Avoid those leaves, as they do contain oxalates — chop them off and put them in compost. Those poisons in rhubarb leaves break down harmlessly during the composting process. Or, make a rhubarb garden spray with those leaves to keep the aphids off your roses.
I’m an eager student of everything plant, and I like to research the uses of plants beyond their culinary delights. Rhubarb was one of those foods from my childhood my father would proclaim  “good for what ails you.”  I’m not sure where he got his education from, probably from his Grandma Settie, but in researching various things claimed to be good for me, I’ve found him to usually be right. 
Rhubarb is a plant originally found in China and was traditionally used for medicinal purposes and became a great commodity for traders and travelers from Asia to Europe. The type of rhubarb we are most familiar eating here in the US, English Rhubarb, was brought to the New World for its medicinal roots, and generally used as a purgative, to treat the stomach, colon and liver ailments. Recent research indicates it may be helpful as a way to lower cholesterol. The vegetable is considered to be a whole food medicine and a source of potassium, calcium and moderate amounts of vitamins A and C. It is also low in calories, if you don’t use sugar!
Rhubarb’s red color contains antioxidant ‘free radical scavenging’ activity. These phyto-chemical micronutrients protect the heart, lungs and blood vessels and have also been proven to lower the risk of developing some types of cancer.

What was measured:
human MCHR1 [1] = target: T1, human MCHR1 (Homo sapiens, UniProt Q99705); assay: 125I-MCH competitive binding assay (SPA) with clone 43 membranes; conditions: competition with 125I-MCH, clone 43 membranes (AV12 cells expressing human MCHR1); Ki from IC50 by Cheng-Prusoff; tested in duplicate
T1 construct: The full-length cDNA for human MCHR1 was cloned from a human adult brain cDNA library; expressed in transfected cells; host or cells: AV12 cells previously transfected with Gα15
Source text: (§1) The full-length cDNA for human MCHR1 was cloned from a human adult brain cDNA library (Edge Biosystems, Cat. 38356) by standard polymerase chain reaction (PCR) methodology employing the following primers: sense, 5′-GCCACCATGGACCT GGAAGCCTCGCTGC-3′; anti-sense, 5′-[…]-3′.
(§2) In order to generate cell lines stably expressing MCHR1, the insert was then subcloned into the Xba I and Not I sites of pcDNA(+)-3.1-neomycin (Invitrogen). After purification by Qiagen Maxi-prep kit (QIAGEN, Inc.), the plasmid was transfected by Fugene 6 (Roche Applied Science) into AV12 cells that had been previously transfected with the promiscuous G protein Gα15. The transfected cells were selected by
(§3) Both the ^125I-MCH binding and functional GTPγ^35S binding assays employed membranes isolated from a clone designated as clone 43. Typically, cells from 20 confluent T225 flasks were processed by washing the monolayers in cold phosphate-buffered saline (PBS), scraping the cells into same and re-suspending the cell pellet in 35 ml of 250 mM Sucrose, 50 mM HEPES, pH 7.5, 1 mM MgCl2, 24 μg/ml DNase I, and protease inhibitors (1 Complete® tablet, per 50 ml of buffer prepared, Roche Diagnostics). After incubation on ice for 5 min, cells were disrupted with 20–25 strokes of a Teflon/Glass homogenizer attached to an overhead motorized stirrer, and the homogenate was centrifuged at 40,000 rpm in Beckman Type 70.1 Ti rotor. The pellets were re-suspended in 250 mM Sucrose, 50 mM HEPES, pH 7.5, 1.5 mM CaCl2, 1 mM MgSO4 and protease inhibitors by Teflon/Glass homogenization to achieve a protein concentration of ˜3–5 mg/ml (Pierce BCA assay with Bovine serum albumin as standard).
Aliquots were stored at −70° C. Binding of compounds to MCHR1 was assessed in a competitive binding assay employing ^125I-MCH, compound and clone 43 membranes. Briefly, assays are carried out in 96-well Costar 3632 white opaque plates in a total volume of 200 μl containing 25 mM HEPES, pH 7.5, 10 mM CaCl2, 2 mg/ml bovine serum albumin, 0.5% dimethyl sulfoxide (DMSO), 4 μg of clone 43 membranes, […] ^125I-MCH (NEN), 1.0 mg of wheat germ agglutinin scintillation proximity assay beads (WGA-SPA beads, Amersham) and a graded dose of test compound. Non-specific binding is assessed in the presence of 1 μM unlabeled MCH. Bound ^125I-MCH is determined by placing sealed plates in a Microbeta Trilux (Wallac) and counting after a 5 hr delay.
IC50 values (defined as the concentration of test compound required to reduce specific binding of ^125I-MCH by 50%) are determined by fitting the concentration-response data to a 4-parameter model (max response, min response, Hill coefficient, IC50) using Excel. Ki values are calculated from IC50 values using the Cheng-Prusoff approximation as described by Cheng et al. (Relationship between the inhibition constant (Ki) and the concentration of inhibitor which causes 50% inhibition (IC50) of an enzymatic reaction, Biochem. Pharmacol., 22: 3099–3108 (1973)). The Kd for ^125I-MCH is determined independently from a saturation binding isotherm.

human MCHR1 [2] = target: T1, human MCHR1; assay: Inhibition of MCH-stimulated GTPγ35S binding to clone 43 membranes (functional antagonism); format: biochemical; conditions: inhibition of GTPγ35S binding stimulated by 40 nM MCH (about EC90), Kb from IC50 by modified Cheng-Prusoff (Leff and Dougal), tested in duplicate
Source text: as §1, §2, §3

It wasn’t until the 18th century that rhubarb became used for culinary purposes, but it seems its popularity rapidly spread. Today rhubarb is making its comeback in haute cuisine and even Jamie Oliver uses it in his Slow-roasted Duck with Sage, Ginger and Rhubarb Homemade Sauce’.  I wonder what Alice the Lunch Lady thinks of that recipe.  If you feel adventurous, an internet search will reveal recipes from rhubarb crumble with clotted cream to rhubarb champagne.
Choose rhubarb that is firm and brightly colored, and preferably stalks that have been pulled, not cut. Trim the leaves, the roots and any strings (like celery) and use as soon as possible. You can also store in a zip lock in the fridge, or cut it into pieces and freeze it to use later.Here’s my Grandma’s pie recipe – we think its still the best.

Grandma Mary Dodge’s Rhubarb Cream Pie

4 cups rhubarb, cut into ½” slices
1 ¼- 1/3 cups sugar (more or less, depending on how tart your rhubarb is)
1 egg
3 Tablespoons of flour (for gluten-free try cornstarch, potato or tapioca flour)
½ teaspoon lemon juice.
1. Mix the flour into the sugar.
2. Beat the egg and mix the sugar/flour into it.